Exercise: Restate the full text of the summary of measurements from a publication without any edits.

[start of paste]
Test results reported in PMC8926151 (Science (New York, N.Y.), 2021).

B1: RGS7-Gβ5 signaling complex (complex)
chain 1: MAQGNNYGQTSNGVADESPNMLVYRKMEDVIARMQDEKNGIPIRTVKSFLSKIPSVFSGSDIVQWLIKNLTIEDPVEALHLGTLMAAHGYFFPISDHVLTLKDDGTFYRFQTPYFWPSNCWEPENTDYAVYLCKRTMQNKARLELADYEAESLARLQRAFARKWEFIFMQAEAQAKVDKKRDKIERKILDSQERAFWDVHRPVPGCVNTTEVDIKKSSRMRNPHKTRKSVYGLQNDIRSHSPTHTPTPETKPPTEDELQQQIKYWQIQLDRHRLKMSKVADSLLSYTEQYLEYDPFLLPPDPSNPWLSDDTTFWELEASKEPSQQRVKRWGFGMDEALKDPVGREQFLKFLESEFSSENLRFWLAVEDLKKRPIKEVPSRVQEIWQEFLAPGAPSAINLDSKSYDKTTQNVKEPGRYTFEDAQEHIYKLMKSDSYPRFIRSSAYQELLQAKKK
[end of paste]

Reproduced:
Test results reported in PMC8926151 (Science (New York, N.Y.), 2021).

B1: RGS7-Gβ5 signaling complex (complex)
chain 1: MAQGNNYGQTSNGVADESPNMLVYRKMEDVIARMQDEKNGIPIRTVKSFLSKIPSVFSGSDIVQWLIKNLTIEDPVEALHLGTLMAAHGYFFPISDHVLTLKDDGTFYRFQTPYFWPSNCWEPENTDYAVYLCKRTMQNKARLELADYEAESLARLQRAFARKWEFIFMQAEAQAKVDKKRDKIERKILDSQERAFWDVHRPVPGCVNTTEVDIKKSSRMRNPHKTRKSVYGLQNDIRSHSPTHTPTPETKPPTEDELQQQIKYWQIQLDRHRLKMSKVADSLLSYTEQYLEYDPFLLPPDPSNPWLSDDTTFWELEASKEPSQQRVKRWGFGMDEALKDPVGREQFLKFLESEFSSENLRFWLAVEDLKKRPIKEVPSRVQEIWQEFLAPGAPSAINLDSKSYDKTTQNVKEPGRYTFEDAQEHIYKLMKSDSYPRFIRSSAYQELLQAKKK